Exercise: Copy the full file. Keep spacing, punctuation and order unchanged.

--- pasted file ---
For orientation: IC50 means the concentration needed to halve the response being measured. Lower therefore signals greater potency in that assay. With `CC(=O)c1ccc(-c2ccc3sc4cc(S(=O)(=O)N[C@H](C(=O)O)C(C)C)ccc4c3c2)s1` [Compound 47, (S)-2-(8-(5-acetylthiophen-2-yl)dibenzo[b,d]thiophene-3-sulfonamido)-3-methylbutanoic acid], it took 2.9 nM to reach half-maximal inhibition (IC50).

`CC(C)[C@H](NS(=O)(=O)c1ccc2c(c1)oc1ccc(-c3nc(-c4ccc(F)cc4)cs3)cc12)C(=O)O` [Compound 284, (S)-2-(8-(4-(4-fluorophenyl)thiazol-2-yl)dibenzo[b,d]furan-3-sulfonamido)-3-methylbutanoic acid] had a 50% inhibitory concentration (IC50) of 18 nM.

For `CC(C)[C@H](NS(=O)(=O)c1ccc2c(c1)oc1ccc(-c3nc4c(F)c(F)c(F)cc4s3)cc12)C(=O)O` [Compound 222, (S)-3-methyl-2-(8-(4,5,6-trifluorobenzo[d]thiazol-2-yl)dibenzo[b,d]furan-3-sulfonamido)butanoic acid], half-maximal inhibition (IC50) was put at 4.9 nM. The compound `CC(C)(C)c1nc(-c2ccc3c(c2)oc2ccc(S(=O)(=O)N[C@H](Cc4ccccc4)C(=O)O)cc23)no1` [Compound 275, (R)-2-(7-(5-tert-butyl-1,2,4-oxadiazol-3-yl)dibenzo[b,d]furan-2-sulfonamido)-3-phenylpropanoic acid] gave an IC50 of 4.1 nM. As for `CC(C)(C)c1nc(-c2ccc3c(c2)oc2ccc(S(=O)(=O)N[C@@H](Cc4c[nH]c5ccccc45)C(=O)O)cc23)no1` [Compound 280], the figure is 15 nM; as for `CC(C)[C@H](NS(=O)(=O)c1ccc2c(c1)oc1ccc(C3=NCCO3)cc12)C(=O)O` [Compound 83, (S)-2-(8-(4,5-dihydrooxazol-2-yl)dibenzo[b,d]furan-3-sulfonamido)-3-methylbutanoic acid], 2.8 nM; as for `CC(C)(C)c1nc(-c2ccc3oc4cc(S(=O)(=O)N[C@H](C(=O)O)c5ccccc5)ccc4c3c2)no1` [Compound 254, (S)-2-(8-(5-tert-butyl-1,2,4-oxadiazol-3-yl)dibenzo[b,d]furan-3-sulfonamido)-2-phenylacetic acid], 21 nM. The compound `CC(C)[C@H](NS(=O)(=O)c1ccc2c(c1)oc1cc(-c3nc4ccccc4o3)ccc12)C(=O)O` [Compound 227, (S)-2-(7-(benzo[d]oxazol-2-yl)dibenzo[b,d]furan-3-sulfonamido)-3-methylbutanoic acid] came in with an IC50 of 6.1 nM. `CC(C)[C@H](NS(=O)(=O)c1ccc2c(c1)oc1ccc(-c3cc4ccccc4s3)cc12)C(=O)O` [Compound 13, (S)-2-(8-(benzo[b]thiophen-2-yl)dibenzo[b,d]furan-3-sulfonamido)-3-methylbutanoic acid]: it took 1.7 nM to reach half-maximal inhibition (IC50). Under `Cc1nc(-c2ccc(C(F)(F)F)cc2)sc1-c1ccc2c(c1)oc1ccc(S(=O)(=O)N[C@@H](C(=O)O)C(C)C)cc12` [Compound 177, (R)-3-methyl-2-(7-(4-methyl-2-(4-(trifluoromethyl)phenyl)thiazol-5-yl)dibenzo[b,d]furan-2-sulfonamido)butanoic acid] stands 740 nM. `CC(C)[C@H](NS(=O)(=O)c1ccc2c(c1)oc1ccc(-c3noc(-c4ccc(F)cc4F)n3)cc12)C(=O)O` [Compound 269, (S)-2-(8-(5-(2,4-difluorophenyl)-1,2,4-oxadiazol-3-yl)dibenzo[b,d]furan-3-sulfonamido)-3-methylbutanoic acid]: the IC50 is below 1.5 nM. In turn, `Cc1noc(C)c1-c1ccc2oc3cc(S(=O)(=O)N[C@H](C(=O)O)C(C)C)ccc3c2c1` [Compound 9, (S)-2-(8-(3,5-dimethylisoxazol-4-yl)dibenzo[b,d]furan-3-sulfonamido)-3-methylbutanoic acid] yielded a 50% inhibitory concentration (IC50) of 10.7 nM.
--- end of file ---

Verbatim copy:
For orientation: IC50 means the concentration needed to halve the response being measured. Lower therefore signals greater potency in that assay. With `CC(=O)c1ccc(-c2ccc3sc4cc(S(=O)(=O)N[C@H](C(=O)O)C(C)C)ccc4c3c2)s1` [Compound 47, (S)-2-(8-(5-acetylthiophen-2-yl)dibenzo[b,d]thiophene-3-sulfonamido)-3-methylbutanoic acid], it took 2.9 nM to reach half-maximal inhibition (IC50).

`CC(C)[C@H](NS(=O)(=O)c1ccc2c(c1)oc1ccc(-c3nc(-c4ccc(F)cc4)cs3)cc12)C(=O)O` [Compound 284, (S)-2-(8-(4-(4-fluorophenyl)thiazol-2-yl)dibenzo[b,d]furan-3-sulfonamido)-3-methylbutanoic acid] had a 50% inhibitory concentration (IC50) of 18 nM.

For `CC(C)[C@H](NS(=O)(=O)c1ccc2c(c1)oc1ccc(-c3nc4c(F)c(F)c(F)cc4s3)cc12)C(=O)O` [Compound 222, (S)-3-methyl-2-(8-(4,5,6-trifluorobenzo[d]thiazol-2-yl)dibenzo[b,d]furan-3-sulfonamido)butanoic acid], half-maximal inhibition (IC50) was put at 4.9 nM. The compound `CC(C)(C)c1nc(-c2ccc3c(c2)oc2ccc(S(=O)(=O)N[C@H](Cc4ccccc4)C(=O)O)cc23)no1` [Compound 275, (R)-2-(7-(5-tert-butyl-1,2,4-oxadiazol-3-yl)dibenzo[b,d]furan-2-sulfonamido)-3-phenylpropanoic acid] gave an IC50 of 4.1 nM. As for `CC(C)(C)c1nc(-c2ccc3c(c2)oc2ccc(S(=O)(=O)N[C@@H](Cc4c[nH]c5ccccc45)C(=O)O)cc23)no1` [Compound 280], the figure is 15 nM; as for `CC(C)[C@H](NS(=O)(=O)c1ccc2c(c1)oc1ccc(C3=NCCO3)cc12)C(=O)O` [Compound 83, (S)-2-(8-(4,5-dihydrooxazol-2-yl)dibenzo[b,d]furan-3-sulfonamido)-3-methylbutanoic acid], 2.8 nM; as for `CC(C)(C)c1nc(-c2ccc3oc4cc(S(=O)(=O)N[C@H](C(=O)O)c5ccccc5)ccc4c3c2)no1` [Compound 254, (S)-2-(8-(5-tert-butyl-1,2,4-oxadiazol-3-yl)dibenzo[b,d]furan-3-sulfonamido)-2-phenylacetic acid], 21 nM. The compound `CC(C)[C@H](NS(=O)(=O)c1ccc2c(c1)oc1cc(-c3nc4ccccc4o3)ccc12)C(=O)O` [Compound 227, (S)-2-(7-(benzo[d]oxazol-2-yl)dibenzo[b,d]furan-3-sulfonamido)-3-methylbutanoic acid] came in with an IC50 of 6.1 nM. `CC(C)[C@H](NS(=O)(=O)c1ccc2c(c1)oc1ccc(-c3cc4ccccc4s3)cc12)C(=O)O` [Compound 13, (S)-2-(8-(benzo[b]thiophen-2-yl)dibenzo[b,d]furan-3-sulfonamido)-3-methylbutanoic acid]: it took 1.7 nM to reach half-maximal inhibition (IC50). Under `Cc1nc(-c2ccc(C(F)(F)F)cc2)sc1-c1ccc2c(c1)oc1ccc(S(=O)(=O)N[C@@H](C(=O)O)C(C)C)cc12` [Compound 177, (R)-3-methyl-2-(7-(4-methyl-2-(4-(trifluoromethyl)phenyl)thiazol-5-yl)dibenzo[b,d]furan-2-sulfonamido)butanoic acid] stands 740 nM. `CC(C)[C@H](NS(=O)(=O)c1ccc2c(c1)oc1ccc(-c3noc(-c4ccc(F)cc4F)n3)cc12)C(=O)O` [Compound 269, (S)-2-(8-(5-(2,4-difluorophenyl)-1,2,4-oxadiazol-3-yl)dibenzo[b,d]furan-3-sulfonamido)-3-methylbutanoic acid]: the IC50 is below 1.5 nM. In turn, `Cc1noc(C)c1-c1ccc2oc3cc(S(=O)(=O)N[C@H](C(=O)O)C(C)C)ccc3c2c1` [Compound 9, (S)-2-(8-(3,5-dimethylisoxazol-4-yl)dibenzo[b,d]furan-3-sulfonamido)-3-methylbutanoic acid] yielded a 50% inhibitory concentration (IC50) of 10.7 nM.